Principal Second Violin
Tamamo Someya Gibbs began taking violin lessons at the age of 3. At age 6 she entered the Tokyo College of Music Prep School, where she received training in violin performance, aural skills and music theory. Her secondary and post-secondary education took place at Toho High School and Toho College of Music under the tutelage of Kenji Kobayashi. Upon graduation, she played for the Shinsei Japan Symphony Orchestra for several months before the New World Symphony in Miami Beach invited her to join as a co-principal violinist. In 1995, Gibbs joined the Sacramento Symphony as a core first violinist, and in 1996 joined the first violin section of the Kansas City Symphony. In 1999, she was appointed principal second violinist of the Kansas City Symphony as well as named co-concertmaster of the Kansas City Chamber Orchestra. She has performed in Japan, the United States, France, Monaco, Israel, Brazil and Argentina, and participated in numerous music festivals including the Evian Music Festival in France, the National Repertory Orchestra in Colorado, the Kent/Blossom Music Festival in Ohio, and the Grand Teton Music Festival in Wyoming. Past solo engagements include appearances with the National Repertory Orchestra, the Penn’s Woods Music Festival Orchestra, the Kansas City Chamber Orchestra, the Overland Park Orchestra and the Kansas City Symphony. She currently resides in Overland Park, Kansas, with her husband, Mark Gibbs (principal cellist of the Kansas City Symphony), and their two children.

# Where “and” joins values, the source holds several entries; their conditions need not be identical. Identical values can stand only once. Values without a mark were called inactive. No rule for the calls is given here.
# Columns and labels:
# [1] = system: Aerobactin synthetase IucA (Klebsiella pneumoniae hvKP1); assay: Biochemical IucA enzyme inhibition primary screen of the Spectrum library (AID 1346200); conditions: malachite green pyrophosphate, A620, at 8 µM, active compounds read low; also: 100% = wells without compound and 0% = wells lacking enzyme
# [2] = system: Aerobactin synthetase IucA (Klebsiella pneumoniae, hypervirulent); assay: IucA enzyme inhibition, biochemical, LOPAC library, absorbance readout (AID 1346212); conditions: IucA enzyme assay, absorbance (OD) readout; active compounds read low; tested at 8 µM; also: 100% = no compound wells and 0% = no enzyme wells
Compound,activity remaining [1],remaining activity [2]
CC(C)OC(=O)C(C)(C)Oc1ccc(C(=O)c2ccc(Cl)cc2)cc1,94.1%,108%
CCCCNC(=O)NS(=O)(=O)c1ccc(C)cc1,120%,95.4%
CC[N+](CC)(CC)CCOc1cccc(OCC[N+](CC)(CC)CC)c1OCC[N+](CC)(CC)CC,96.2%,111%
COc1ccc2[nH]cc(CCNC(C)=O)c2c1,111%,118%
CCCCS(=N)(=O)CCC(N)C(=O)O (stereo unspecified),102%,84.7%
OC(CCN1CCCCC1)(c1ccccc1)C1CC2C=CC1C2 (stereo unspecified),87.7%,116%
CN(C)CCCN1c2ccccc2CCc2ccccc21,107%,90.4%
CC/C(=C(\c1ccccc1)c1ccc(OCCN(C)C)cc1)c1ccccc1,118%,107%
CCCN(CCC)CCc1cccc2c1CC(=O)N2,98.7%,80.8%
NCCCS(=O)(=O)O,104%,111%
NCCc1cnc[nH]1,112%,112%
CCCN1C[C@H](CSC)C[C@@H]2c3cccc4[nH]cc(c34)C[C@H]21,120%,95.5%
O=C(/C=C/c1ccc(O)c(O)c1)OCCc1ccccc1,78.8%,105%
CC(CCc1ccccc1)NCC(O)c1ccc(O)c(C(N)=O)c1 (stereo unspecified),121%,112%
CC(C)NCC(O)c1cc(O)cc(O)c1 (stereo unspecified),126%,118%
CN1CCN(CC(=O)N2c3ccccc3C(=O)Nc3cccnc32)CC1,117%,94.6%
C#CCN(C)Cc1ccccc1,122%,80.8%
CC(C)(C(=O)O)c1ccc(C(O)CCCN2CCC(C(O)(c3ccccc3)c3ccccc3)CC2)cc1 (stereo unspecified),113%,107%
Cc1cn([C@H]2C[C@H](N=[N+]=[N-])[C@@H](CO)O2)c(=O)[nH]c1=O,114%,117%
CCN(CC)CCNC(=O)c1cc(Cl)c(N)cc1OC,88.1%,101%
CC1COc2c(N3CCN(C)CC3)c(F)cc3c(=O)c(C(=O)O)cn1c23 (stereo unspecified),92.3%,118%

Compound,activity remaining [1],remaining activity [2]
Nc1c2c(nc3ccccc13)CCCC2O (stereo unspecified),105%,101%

Seeing happy faces in the audience after the performance.
Going back to the very basics is what I always try to remember. Basically, it would be great if I could do everything I tell my students to do. 😉
Performing with my KCS colleagues is a huge honor and my greatest musical accomplishment!!
When I turned three, my parents sat me at the table and asked me, with solemn faces, if I wanted to play the violin. I certainly had no idea what the violin was, but I said yes anyways. It is not exactly a musical memory, but definitely my first memory about the violin.
I’d recommend they watch movies that use some of the great moments from the classical repertoire as part of their soundtracks.
Takeshi Kobayashi, my teacher at the Tokyo College of Music prep school, always said to his students: “If you are ambitious enough to try and become the world’s best violinist, you might be lucky enough to become the best violinist in Japan.” I always wanted to become a violinist, but I knew I wanted to be a professional upon hearing those words.